GDPR and Social Media Marketing
Social Media Marketing has become one of the biggest marketing tools since TV commercials were first introduced. They are used on every major platform. Facebook, TikTok, Twitter, Instagram, YouTube, LinkedIn, etc. That said, what has become of Social Media Marketing when GDPR was enacted?
What is GDPR
GDPR is one of the world's strictest security and privacy laws that imposes obligations onto organizations anywhere, so long as they target or collect data related to people in the European Union. The GDPR will levy harsh fines against those who violate its privacy and security standards, with penalties reaching into the tens of millions of euros.
The GDPR has seven principles: 1) lawfulness, fairness and transparency; 2) purpose limitation; 3) data minimization; 4) accuracy; 5) storage limitation; 6) integrity and confidentiality (security); and 7) accountability. Accountability is a new addition to the data protection regulations. In the UK all the other principles are similar to those that existed under the 1998 Data Protection Act. The following definitions are paraphrased from ICO’s site found here.
How GDPR is Affecting Social Media Marketing
While it is an EU law, it is applicable to any organization with personal data of EU citizens and residents. So if you are a business with customers in the EU, the GDPR will be applicable to you when you are handling personal data of your EU customers. Its focus is to ensure that consumers have rights such as:
- The right to erasure
- The right to restriction
- The right to object
- Information notices
Companies will have to be transparent about the ways in which they collect personal data for marketing purposes, asking specific permission as they collect as well as offering consumers a specific reason for having the information.
One purpose is to prevent businesses from holding onto data for long periods of time and have it not be used -- essentially the policy puts an expiration date on data usage.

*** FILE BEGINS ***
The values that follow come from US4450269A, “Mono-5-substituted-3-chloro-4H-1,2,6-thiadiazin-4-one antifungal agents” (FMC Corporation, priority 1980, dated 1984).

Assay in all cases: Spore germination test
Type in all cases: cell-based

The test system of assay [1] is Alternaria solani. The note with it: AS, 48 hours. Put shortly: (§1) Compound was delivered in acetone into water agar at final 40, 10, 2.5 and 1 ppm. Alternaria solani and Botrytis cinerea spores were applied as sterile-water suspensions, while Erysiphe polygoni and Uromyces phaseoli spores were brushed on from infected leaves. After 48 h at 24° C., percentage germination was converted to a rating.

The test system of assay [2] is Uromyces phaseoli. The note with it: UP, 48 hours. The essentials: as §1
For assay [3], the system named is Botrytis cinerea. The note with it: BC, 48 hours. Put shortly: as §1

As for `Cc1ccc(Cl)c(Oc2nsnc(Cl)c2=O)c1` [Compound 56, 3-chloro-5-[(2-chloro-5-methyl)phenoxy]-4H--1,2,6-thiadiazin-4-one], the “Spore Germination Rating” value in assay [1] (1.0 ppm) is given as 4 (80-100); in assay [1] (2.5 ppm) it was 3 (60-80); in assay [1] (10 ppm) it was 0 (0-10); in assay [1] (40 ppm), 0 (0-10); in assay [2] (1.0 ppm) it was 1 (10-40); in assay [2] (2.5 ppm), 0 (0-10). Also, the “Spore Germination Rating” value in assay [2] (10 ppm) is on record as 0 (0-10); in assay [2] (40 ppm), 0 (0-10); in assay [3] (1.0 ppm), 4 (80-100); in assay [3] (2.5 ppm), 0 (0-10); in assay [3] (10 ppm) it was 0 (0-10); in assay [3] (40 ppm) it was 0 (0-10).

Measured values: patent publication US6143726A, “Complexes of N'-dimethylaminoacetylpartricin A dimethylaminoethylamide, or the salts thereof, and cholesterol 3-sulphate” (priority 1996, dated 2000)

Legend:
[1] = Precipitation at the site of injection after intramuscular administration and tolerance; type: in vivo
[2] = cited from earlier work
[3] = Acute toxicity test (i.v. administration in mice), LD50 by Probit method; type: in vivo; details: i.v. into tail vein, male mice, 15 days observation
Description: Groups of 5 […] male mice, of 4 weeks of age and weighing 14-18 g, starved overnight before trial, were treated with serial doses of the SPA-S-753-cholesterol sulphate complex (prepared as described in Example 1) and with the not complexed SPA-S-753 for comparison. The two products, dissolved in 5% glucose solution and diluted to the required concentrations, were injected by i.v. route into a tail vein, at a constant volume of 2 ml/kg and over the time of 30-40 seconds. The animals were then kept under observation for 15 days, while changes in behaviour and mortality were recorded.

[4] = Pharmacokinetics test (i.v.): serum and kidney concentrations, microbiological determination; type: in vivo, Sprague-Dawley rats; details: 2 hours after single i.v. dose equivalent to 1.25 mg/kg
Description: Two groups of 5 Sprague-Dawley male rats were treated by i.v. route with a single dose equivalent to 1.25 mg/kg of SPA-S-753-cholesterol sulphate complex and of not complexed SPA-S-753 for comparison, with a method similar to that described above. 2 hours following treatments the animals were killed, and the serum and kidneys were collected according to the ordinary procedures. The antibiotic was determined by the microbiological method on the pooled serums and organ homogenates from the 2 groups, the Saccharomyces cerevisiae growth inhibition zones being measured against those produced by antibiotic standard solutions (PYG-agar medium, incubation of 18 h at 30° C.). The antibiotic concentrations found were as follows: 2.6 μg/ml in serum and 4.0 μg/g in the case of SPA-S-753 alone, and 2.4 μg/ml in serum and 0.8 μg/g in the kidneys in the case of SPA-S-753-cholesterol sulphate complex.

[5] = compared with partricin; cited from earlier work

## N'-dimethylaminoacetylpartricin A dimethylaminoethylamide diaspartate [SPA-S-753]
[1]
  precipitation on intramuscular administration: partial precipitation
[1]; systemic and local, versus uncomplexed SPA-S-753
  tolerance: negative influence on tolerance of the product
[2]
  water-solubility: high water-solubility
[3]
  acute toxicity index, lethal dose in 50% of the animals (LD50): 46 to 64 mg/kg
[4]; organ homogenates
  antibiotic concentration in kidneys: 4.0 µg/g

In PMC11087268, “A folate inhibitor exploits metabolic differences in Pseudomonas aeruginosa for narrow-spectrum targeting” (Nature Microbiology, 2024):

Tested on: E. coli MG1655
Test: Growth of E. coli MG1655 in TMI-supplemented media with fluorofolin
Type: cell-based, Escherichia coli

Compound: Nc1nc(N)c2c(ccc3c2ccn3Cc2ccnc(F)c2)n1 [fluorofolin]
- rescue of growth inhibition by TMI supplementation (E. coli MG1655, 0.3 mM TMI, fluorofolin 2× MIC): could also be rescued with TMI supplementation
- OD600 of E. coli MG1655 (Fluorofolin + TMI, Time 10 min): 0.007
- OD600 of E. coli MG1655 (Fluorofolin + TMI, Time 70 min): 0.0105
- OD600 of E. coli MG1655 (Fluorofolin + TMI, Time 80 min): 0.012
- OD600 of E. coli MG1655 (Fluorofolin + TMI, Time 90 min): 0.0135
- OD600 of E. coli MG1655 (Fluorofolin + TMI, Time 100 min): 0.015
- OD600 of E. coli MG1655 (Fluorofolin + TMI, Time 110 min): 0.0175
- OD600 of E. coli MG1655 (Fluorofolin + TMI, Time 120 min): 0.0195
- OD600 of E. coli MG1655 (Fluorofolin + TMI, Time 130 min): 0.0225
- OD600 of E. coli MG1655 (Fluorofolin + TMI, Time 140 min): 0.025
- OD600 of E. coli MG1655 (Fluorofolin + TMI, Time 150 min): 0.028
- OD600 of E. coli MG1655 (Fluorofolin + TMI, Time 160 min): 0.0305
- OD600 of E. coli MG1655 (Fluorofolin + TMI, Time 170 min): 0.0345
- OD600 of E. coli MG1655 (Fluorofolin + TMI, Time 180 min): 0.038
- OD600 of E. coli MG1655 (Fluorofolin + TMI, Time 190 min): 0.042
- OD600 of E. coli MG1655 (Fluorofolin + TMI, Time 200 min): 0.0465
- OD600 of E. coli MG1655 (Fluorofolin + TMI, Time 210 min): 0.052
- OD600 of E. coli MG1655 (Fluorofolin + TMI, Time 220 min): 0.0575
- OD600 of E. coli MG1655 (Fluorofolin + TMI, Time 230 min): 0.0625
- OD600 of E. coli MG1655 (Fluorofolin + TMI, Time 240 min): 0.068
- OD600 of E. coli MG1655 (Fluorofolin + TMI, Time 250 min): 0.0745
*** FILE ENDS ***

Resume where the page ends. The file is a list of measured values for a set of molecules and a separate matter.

Organic Social Media Marketing
Organic social media (excluding social media advertising) is largely unaffected by the new regulation.
This is because most organic social media activities such as posting content and engaging fans do not collect personal data from people who view or engage with it.
That said, there are several instances you want to take note: You would not want to export or scrape (copy data from a website using a computer program) contact details from your social media followers or groups as that is personal data.If you are sending traffic from social media to your website and you’re using Google Analytics to track visitor behavior, you will most likely need to get consent for that.Paid Social Media Marketing (or Social Advertising). Under the GDPR, if you want to use your customers’ data or track their behavior for advertising, you must obtain the legal basis to do so. That is, you have to obtain an explicit opt-in consent from your customers.
Additionally, Your customers must be given a free and genuine choice to accept or reject (and be allowed to easily withdraw their consent). You have to state what data will be collected and how it will be used. The request for consent has to be in a clear and plain language(no vague wording). Inactivity also doesn’t constitute consent. Your customers have to pick an action. (E.g. Pre-tick boxes for consent are not allowed) If they don’t answer, then it’s a “no” not a “yes”. As there are very stringent requirements for obtaining consent, it’s best to refer to the regulations directly and check with your legal advisor. As for your employees, you must review your workplace social media policies to make sure they don’t conflict with privacy laws.